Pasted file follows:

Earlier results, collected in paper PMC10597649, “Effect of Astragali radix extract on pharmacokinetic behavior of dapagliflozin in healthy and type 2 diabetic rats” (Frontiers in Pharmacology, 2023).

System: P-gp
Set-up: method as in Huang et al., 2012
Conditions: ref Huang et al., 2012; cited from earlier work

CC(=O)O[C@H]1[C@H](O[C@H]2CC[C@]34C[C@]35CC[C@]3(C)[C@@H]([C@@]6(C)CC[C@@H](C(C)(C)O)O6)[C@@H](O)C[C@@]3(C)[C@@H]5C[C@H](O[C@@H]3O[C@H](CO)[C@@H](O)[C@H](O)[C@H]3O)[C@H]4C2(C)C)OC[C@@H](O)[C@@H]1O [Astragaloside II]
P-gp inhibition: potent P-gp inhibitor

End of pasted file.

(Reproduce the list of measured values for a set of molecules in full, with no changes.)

Earlier results, collected in paper PMC10597649, “Effect of Astragali radix extract on pharmacokinetic behavior of dapagliflozin in healthy and type 2 diabetic rats” (Frontiers in Pharmacology, 2023).

System: P-gp
Set-up: method as in Huang et al., 2012
Conditions: ref Huang et al., 2012; cited from earlier work

CC(=O)O[C@H]1[C@H](O[C@H]2CC[C@]34C[C@]35CC[C@]3(C)[C@@H]([C@@]6(C)CC[C@@H](C(C)(C)O)O6)[C@@H](O)C[C@@]3(C)[C@@H]5C[C@H](O[C@@H]3O[C@H](CO)[C@@H](O)[C@H](O)[C@H]3O)[C@H]4C2(C)C)OC[C@@H](O)[C@@H]1O [Astragaloside II]
P-gp inhibition: potent P-gp inhibitor